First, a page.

NATO Afghan Ministry of Defense and Afghan National Army General Staff Master Ministerial Development Plan


  • 52 pages
  • December 28, 2012
  • 10.6 MB


At the International Conference on Afghanistan held in Bonn in December 2011 and again at the Chicago Summit in May 2012, the international community made a commitment to support Afghanistan in its Transformation Decade beyond 2014. Thus, as Afghan authorities assume the lead for security in all regions, and the NATO-led combat mission changes in scope, ministerial and institutional development will likely continue as an enduring mission.

This mission is currently being conducted under the authority of Commander, NATO Training Mission-Afghanistan, Combined Security Transition Command- Afghanistan (NTM-A/CSTC-A) as a U.S. mission through bilateral agreements with Canada and the UK. Within the NTM-A/CSTC-A organization, the Deputy Commander- Army (DCOM-A), in coordination with the Ministry of Defense (MoD), generates and sustains the Afghan National Army (ANA), assists in the development of its leaders, and guides the establishment of an enduring institutional capacity in order to deliver a competent and capable Afghan security force. This plan will be reviewed and revised on an annual basis (in November of each year) to ensure that the advising effort and personnel resources are properly adjusted, as the institutional capability and capacity of the MoD and GS c:continues to develop.

The original implementation of a MMDP was designed to bring together the quarterly assessments based on the individual office’s Ministerial Development Plans (MOPs) into a longer term, overarching plan. What was required was a conversion from a quarterly view to a long term “until Transition to Afghan control plan supported by advisors with a logical sequence of tasks progressing to that transition point. Diverse attempts at advisor measurement of their respective offices or organizations needed to be consistent and checked for validity. A shift away from strictly qualitative to a mixed qualitativ1e-quantitative method, using several cross-checking methods, brought the MOB pro1cess to a higher level of confidence and assurance about results.

Once the Ministerial Development Board (MOB) process was formalized and in use as an assessment system, further overarching guidance was required to synchronize the advising effort. A document search vertically and horizontally yielded documents that direct, prioritize and shape the overall Ministerial Advisory Group (MAG) effort. This led to the drafting of a “Master Ministerial Development Plan” or MMDP, with DCOM-A direction at the time being to:

Develop an ANA Ministerial Master Development Plan (MMDP) that synchronizes NTM-A/CSTC-A partnering and advising activities within the MoD/GS through to the Fielded Force. The plan should follow selected lin1es of operation that will enable self-sufficiency of the ANA (ie. Personnel Management, Logistic Systems, Operations, Horizontal/vertical integration, etc) in consultation with the MoD/GS with a view to them adopting it as their development plan. We must provide mentored Afghan solutions, be principle-based and incorporate consideration of the Afghan strategic, security, economic, and cultural realities. NATO adaptations to MoD and ANA will be incorporated where they are mandatory for interoperability and where the results are assessed to endure post-ISAF.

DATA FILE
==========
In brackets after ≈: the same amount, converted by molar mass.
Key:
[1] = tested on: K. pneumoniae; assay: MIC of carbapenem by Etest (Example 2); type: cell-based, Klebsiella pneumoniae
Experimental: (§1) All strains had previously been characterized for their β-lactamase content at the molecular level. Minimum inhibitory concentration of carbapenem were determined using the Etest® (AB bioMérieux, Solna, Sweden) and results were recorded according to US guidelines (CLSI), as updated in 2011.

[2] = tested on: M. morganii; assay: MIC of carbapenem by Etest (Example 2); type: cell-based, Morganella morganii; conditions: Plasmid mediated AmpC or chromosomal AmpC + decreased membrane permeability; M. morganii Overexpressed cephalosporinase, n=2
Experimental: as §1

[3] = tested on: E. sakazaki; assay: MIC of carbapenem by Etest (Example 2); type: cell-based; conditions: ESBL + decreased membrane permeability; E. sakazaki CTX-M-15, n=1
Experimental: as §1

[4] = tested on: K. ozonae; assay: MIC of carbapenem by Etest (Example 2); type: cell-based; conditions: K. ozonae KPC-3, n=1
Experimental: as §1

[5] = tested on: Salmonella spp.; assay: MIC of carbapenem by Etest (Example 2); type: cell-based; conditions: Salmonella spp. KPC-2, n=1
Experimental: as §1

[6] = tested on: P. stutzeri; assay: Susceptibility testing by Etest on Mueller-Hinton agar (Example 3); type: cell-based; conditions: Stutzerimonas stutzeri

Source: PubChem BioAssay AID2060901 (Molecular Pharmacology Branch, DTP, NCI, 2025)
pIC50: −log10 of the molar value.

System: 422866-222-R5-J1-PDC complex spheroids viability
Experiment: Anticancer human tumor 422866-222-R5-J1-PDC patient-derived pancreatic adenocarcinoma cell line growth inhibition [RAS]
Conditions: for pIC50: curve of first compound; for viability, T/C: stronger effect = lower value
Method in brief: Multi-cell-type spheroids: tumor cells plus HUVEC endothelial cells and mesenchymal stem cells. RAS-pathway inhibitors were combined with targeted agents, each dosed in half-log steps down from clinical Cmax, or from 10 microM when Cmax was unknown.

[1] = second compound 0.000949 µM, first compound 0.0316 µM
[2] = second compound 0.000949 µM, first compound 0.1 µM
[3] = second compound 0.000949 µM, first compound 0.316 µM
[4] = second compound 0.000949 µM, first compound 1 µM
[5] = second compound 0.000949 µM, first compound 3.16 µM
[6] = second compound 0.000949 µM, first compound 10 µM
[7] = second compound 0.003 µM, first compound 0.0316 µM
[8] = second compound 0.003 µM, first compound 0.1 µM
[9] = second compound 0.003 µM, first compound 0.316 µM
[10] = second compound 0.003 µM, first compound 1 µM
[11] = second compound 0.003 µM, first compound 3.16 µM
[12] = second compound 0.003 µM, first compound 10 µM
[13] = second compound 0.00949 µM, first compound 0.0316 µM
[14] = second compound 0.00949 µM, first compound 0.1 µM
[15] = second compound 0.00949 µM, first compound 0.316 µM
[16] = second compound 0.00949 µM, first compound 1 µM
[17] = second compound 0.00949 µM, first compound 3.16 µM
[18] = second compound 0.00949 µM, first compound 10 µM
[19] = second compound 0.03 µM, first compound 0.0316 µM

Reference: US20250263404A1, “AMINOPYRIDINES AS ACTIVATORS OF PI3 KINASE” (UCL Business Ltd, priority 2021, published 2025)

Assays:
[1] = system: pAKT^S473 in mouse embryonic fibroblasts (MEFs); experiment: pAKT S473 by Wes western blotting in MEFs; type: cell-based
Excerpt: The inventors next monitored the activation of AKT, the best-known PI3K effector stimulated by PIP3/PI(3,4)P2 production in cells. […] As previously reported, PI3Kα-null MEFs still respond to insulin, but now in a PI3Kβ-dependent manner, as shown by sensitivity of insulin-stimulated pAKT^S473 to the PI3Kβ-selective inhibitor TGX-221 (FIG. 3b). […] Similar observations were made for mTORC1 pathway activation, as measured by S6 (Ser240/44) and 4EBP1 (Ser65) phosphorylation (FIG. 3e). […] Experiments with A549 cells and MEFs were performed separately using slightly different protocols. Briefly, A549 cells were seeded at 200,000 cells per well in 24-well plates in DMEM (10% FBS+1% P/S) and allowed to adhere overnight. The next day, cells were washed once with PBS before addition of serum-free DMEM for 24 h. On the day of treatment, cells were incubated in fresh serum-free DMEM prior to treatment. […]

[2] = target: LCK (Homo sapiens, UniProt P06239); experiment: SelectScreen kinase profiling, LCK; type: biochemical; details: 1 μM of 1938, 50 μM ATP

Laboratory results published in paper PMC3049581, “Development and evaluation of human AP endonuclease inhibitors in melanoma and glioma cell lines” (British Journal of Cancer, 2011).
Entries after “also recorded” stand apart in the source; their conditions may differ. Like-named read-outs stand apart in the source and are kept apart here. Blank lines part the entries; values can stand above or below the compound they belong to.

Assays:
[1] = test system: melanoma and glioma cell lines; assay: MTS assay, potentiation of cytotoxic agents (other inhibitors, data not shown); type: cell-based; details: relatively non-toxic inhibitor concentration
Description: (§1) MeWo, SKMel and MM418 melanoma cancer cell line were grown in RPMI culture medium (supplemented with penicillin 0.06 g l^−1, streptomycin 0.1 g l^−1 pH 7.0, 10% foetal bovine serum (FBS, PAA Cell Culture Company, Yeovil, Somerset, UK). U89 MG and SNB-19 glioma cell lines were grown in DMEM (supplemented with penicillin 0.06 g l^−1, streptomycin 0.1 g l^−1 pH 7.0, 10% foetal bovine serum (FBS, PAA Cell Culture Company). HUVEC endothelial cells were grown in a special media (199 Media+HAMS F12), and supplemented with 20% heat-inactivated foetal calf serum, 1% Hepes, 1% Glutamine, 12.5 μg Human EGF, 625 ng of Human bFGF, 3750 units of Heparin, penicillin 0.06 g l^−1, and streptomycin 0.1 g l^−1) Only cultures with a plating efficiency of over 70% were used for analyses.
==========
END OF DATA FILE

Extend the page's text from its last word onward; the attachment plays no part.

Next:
Additional direction from the DCOM-A concerned two critical areas affecting the advisors and their MOPs. First, was the ability to measure progress in the MoD and GS, which meant:

Develop(ing) a more rigorous way to measure progress in MoD/GS and ANA development. Measuring CM ratings in the field force may be easier to achieve based on training objectives and ETI/OML T or unit partnering. In the MoD/GS this can be more difficult. We must develop straightforward performance measurement criteria that allow us and the Afghans to measure progress with a balance between objectivity and subjectivity. This will be tied to goals and objectives in the MMDP and will be reported regularly at the MAG Advisor Council Meetings and at the quarterly MOB. Feedback to the MoD/GS in a regular, systematic manner.

Second, just as the MOPs had to focus on a Transition state that might not come for months or years, the MMDP would also have to maintain an orientation into the future through transition and beyond through:

In consultation with the MoD/GS, selectively turn over elements of force generation and employment activities to MoD/GS in preparation for the transition phase of the mission. Engage the Afghan MoD/GS in NTM-A/CSTC-A planning activities to educate and build competencies in order to transition policy development, planning and execution activities that will be required to continue to sustain the ANA in the long term. Take specific, measurable steps in transitioning selected planning and execution activities to the Afghans that are captured in the MMDP.

This document will require annual review to capture lessons learned, progress and actions which will adapt it to the future needs and requirements of DCOM-A, NTM-A and ISAF.

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